Forward march: Builder files plans for new tower at C’Heights armory amidst ongoing suit against project

affordable housing
The Bedford Union Armory in Crown Heights.
Photo by Stefano Giovannini

A developer filed permits for one of two residential buildings planned to rise as part of its redevelopment of Crown Heights’s Bedford-Union Armory, even though a state Supreme Court judge has yet to rule in a case that could send the city-approved scheme back to the drawing board.

Builder BFC Partners on June 14 submitted plans for an eight-story, 60-unit structure on President Street between Bedford and Rogers avenues — the smaller of two residential towers in its proposed multi-building complex that will boast market-rate and so-called affordable housing, along with a community center, which Council and Mayor DeBlasio approved after a contentious months-long public-review process during which opponents blasted the city for supporting a deal to lease public land to a private developer.

Plans for the eight-story building also show it features storage for 35 bicycles and recreation space in its basement, and a ground-floor inpatient medical facility run by Fort Greene’s Brooklyn Plaza Medical Center that will offer “broad care” including mental-health and substance-abuse services, according to BFC spokesman Sam Spokony.

The builder will demolish the ancient military structure’s stable wing — which held as many as 117 19th-century horses following the armory’s completion in the 1890s — to make way for the smaller high-rise, according to Spokony, who claimed the stables are the site’s only historic holdover that will be completely destroyed in the redevelopment.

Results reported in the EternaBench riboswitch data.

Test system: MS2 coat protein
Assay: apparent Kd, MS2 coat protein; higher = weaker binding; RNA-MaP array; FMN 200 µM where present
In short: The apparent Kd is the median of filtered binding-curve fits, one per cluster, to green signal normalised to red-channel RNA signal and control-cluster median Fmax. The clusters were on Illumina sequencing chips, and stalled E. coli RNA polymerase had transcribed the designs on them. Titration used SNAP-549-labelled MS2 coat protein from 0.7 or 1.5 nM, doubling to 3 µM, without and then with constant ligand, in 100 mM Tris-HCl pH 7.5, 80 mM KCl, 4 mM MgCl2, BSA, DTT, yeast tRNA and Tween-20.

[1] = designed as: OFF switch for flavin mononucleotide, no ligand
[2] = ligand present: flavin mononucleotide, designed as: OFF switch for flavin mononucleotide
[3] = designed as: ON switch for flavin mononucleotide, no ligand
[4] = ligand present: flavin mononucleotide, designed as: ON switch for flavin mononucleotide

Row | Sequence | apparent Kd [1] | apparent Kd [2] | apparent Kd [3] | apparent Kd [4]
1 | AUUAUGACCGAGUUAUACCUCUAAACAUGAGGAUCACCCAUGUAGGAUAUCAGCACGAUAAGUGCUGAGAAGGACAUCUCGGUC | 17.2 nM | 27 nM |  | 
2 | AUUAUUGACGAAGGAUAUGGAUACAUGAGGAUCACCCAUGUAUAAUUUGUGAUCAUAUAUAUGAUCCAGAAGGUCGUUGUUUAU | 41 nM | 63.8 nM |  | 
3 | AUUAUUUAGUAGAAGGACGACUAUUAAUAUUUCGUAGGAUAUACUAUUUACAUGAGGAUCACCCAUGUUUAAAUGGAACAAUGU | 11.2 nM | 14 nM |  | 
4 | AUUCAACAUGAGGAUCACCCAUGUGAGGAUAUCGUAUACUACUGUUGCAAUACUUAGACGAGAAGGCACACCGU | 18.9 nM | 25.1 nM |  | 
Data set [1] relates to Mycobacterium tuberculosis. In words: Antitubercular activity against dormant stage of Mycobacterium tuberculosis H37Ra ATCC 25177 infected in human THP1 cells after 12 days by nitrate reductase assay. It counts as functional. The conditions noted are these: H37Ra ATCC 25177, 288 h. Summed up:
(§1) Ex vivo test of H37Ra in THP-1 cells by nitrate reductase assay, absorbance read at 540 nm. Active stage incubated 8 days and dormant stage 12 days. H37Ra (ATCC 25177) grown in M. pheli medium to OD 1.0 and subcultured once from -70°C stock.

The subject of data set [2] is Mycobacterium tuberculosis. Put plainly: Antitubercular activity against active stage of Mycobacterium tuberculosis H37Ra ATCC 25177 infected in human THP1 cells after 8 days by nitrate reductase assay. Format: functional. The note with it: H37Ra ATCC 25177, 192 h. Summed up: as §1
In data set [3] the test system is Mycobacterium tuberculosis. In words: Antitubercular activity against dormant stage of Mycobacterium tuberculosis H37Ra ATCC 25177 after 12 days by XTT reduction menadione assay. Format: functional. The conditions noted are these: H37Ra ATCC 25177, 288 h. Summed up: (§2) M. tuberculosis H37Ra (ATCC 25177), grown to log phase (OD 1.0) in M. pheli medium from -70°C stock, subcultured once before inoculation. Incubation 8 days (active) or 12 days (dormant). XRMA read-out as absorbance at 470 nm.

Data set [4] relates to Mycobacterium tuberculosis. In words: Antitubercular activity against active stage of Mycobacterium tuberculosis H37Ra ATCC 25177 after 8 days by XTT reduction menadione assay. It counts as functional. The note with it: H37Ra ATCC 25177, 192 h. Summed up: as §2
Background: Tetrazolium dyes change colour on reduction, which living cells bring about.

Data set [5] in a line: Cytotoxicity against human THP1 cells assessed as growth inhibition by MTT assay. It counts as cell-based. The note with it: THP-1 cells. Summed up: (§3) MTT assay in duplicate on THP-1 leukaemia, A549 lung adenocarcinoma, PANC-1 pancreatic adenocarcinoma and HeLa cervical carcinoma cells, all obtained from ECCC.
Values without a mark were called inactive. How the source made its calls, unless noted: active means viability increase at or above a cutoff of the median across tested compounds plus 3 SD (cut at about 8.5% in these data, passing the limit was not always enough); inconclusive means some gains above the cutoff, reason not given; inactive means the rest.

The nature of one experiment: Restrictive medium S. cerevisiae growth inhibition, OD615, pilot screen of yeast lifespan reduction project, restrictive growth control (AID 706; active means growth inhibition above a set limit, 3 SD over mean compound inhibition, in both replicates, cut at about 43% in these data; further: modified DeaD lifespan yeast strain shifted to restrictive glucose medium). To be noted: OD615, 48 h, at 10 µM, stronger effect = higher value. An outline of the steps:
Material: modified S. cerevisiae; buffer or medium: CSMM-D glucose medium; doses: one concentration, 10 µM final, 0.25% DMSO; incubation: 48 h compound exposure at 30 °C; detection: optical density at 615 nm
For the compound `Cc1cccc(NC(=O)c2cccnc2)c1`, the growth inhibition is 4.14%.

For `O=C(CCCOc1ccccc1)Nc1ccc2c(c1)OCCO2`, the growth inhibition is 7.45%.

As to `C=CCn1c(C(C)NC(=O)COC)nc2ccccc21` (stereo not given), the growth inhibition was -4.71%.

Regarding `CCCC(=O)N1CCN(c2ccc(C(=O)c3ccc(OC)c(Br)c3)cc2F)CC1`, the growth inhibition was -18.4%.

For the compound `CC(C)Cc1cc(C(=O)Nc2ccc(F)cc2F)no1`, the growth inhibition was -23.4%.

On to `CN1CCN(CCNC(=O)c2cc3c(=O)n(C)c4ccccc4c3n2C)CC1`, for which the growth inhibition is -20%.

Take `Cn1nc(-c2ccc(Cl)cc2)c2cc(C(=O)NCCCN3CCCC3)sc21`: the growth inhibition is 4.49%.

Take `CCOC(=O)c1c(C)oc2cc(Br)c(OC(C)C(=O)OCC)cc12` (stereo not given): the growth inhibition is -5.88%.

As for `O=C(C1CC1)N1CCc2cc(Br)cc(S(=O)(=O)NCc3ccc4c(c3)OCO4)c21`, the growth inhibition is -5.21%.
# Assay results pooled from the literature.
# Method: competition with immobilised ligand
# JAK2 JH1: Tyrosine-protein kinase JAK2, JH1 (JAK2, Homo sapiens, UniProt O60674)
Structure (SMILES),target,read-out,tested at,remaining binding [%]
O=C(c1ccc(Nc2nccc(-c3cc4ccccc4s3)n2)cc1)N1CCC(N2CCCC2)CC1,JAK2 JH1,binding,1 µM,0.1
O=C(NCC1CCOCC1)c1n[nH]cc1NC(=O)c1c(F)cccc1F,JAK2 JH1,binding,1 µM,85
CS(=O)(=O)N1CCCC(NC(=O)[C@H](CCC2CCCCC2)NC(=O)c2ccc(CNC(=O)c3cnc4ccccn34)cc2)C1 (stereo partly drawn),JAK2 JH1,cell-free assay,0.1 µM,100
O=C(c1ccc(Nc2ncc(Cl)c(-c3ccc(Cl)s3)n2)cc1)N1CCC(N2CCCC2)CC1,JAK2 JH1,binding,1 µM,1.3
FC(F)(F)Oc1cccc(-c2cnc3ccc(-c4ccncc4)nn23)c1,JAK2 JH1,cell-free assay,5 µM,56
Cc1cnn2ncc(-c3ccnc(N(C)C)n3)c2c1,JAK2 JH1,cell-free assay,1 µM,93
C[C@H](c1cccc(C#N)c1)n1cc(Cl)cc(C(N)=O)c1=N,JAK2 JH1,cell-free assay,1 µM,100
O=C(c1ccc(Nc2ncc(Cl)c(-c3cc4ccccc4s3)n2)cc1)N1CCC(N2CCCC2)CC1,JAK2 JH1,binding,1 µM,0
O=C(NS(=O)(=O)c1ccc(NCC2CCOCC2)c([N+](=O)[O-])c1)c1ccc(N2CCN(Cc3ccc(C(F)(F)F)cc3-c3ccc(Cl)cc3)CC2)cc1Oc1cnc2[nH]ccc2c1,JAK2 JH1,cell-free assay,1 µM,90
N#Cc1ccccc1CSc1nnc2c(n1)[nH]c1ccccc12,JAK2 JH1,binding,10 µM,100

The building’s 60 apartments will be among the complex’s total 250 below-market-rate rentals, which will be offered to families and individuals making 30 to 60 percent of the area’s medium income, and include 25 units reserved for formerly homeless people.

BFC bigwigs initially wanted to fill its eight floors with swanky condos, but the project’s critics slammed the luxury for-sale units as a greedy cash grab at the taxpayer’s expense throughout its public-review process, ultimately leading the firm to axe the condominiums and include more below-market-rate rentals in the plan to earn Crown Heights Councilwoman Laurie Cumbo’s crucial support.

Still, the redeveloped armory will feature 165 market-rate apartments along with the rest of the affordable units inside its taller 15-story tower. BFC leaders filed permits for that structure in March, but Department of Buildings brass rejected them because they were “incomplete,” according to an agency spokeswoman, who noted it isn’t unusual for such plans to be reviewed several times before being approved.

The developer’s hired architects are working to address the city’s concerns about the design of the taller building, and the firm intends to re-file plans for it soon, Spokony said.

Elsewhere on the property, BFC will retrofit the main armory building into a public recreation and event space that will feature a swimming pool, fitness facilities, and basketball and multi-purpose courts — a transformation required in its deal to lease the land.

But everything could still come to a screeching halt if a judge rules in favor of lawyers at the Legal Aid Society, who sued the city the day before Council voted to approve the armory redevelopment, and expect a decision on the case to come in the next few weeks, according to a rep.

Reach reporter Colin Mixson at cmixson@cnglocal.com or by calling (718) 260-4505.